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Sociol Health Illn. 2007 Jan;29(1):66-81.

The linear medical model of disability: mothers of disabled babies resist with counter-narratives.

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1
Department of Educational Studies, School of Education, University of Sheffield. p.l.fisher@sheffield.ac.uk

Abstract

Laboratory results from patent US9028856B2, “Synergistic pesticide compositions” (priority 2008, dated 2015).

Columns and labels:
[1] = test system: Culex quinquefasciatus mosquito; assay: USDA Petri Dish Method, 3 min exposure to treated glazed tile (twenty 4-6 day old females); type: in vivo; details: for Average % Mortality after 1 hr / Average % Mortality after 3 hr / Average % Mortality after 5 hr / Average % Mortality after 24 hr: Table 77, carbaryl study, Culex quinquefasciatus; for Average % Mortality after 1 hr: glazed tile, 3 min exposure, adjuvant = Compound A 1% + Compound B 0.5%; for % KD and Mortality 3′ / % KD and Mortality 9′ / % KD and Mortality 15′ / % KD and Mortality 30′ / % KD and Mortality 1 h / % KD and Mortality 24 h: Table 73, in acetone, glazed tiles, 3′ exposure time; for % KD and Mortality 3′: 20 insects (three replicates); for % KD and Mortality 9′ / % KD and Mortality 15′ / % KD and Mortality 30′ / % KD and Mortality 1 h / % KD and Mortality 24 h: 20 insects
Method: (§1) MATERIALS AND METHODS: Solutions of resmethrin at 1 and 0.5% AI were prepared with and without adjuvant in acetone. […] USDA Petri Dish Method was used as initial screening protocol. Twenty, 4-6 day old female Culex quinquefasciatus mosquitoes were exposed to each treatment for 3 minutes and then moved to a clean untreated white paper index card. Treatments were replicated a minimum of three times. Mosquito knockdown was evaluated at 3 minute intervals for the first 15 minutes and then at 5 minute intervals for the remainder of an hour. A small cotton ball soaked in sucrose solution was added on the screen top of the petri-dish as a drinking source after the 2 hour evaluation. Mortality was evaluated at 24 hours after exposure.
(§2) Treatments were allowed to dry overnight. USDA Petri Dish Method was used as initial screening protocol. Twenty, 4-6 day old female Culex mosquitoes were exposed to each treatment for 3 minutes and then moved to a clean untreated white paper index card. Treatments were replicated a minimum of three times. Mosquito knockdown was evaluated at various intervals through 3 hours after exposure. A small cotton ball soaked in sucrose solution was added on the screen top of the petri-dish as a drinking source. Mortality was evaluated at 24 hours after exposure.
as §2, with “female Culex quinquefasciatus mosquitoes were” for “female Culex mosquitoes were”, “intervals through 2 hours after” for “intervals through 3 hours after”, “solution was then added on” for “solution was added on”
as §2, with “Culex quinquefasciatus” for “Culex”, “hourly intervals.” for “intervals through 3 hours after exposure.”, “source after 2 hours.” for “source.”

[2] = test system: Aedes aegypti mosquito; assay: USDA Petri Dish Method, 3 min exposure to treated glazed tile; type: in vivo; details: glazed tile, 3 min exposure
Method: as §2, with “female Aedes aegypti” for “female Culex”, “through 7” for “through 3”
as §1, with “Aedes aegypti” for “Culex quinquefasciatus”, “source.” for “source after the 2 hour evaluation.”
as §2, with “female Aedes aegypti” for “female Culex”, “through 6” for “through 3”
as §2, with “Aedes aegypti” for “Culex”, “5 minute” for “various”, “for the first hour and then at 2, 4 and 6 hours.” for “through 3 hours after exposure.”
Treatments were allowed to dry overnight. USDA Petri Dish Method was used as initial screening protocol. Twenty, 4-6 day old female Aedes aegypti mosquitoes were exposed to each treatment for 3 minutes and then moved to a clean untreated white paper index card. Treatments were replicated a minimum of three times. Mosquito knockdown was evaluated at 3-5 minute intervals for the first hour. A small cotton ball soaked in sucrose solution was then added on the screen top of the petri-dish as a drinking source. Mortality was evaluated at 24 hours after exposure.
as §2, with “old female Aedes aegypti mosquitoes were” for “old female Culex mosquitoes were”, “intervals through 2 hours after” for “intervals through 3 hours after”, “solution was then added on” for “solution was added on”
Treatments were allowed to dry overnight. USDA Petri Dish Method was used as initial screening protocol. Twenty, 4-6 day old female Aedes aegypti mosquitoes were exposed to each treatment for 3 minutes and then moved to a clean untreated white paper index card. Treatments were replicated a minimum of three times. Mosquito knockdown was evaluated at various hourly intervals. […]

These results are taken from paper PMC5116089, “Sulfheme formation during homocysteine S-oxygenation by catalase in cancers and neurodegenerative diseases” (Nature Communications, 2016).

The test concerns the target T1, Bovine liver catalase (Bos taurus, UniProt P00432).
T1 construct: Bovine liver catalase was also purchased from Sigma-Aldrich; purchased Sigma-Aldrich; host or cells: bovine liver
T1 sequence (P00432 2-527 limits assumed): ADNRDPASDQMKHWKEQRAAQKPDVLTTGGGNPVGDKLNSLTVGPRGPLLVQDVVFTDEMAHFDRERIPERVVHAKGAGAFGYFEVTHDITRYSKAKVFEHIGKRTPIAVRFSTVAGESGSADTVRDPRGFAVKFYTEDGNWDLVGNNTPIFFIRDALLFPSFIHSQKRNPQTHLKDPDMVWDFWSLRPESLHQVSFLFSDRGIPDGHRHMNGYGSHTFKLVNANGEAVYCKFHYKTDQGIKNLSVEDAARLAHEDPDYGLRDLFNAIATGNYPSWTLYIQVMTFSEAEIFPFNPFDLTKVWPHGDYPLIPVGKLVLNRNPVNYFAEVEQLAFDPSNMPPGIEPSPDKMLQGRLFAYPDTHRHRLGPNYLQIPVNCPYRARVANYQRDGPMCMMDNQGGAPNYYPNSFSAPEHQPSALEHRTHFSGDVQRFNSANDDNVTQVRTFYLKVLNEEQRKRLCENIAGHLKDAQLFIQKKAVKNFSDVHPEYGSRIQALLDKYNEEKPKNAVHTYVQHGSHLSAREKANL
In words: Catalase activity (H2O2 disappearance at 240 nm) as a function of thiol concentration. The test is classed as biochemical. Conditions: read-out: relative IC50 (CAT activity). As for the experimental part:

This paper draws on the narratives of parents of disabled babies in order to conceptualise notions of enabling care. This analysis emerges from the Sheffield site of an ESRC research project Parents, Professionals and Disabled Babies: Identifying Enabling Care, which brings together the Universities of Sheffield and Newcastle-upon-Tyne. The linear heroic narrative is a dominant theme within Western culture. It is competitive and individualistic and tends to be future-orientated in that actions conducted in the present are evaluated according to later outcomes. This linear narrative places much store on modernist interventions such as medicine, and tends to uphold professional boundaries and hierarchies. In the lifeworlds of parents, usually mothers, of disabled babies, this narrative can reinforce disempowering interpretations of disability and impairment. On the basis of 25 in-depth interviews, accompanying stories and ethnographic data, this paper suggests that parents are developing counter-narratives which, at times, resist linear life models and free parents to enjoy their children as they are. If life is perceived as an open book rather than as a concluding chapter, parents are able to develop stories that are neither linear nor heroic but present and becoming.

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